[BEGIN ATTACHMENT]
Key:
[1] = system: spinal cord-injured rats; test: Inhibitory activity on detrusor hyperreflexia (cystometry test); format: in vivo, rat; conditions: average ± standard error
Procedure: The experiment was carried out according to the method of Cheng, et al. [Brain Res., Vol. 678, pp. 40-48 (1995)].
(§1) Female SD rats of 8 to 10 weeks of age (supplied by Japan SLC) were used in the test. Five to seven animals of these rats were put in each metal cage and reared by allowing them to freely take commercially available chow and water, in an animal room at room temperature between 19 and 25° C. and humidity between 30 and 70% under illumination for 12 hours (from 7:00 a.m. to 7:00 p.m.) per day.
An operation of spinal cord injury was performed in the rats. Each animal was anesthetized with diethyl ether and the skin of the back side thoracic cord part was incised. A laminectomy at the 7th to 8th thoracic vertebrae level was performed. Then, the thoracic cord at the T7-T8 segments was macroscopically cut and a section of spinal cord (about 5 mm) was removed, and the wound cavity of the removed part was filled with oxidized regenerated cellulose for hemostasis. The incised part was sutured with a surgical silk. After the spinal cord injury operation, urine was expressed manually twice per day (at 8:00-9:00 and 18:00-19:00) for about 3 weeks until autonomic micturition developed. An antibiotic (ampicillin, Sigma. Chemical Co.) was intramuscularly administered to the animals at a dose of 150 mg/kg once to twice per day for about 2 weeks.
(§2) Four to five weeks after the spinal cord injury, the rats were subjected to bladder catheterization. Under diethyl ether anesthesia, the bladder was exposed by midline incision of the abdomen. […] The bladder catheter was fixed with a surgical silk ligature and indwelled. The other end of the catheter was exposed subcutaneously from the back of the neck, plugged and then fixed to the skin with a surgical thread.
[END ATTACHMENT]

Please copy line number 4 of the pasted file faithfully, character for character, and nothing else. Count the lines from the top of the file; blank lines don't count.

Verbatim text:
(§1) Female SD rats of 8 to 10 weeks of age (supplied by Japan SLC) were used in the test. Five to seven animals of these rats were put in each metal cage and reared by allowing them to freely take commercially available chow and water, in an animal room at room temperature between 19 and 25° C. and humidity between 30 and 70% under illumination for 12 hours (from 7:00 a.m. to 7:00 p.m.) per day.